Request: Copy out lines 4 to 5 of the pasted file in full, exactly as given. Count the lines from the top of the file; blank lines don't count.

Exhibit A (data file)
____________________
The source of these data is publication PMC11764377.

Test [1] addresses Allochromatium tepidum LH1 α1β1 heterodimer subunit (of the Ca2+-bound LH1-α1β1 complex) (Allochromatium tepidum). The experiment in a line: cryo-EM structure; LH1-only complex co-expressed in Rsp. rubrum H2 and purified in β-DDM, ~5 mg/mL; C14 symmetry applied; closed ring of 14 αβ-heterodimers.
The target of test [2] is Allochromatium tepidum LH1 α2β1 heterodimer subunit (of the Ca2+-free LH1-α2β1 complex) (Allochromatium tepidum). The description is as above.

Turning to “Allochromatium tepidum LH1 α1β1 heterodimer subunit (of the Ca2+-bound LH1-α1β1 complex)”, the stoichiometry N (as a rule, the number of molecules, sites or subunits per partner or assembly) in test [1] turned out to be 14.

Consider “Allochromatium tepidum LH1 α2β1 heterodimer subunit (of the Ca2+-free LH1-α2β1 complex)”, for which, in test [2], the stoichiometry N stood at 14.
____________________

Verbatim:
Turning to “Allochromatium tepidum LH1 α1β1 heterodimer subunit (of the Ca2+-bound LH1-α1β1 complex)”, the stoichiometry N (as a rule, the number of molecules, sites or subunits per partner or assembly) in test [1] turned out to be 14.

Consider “Allochromatium tepidum LH1 α2β1 heterodimer subunit (of the Ca2+-free LH1-α2β1 complex)”, for which, in test [2], the stoichiometry N stood at 14.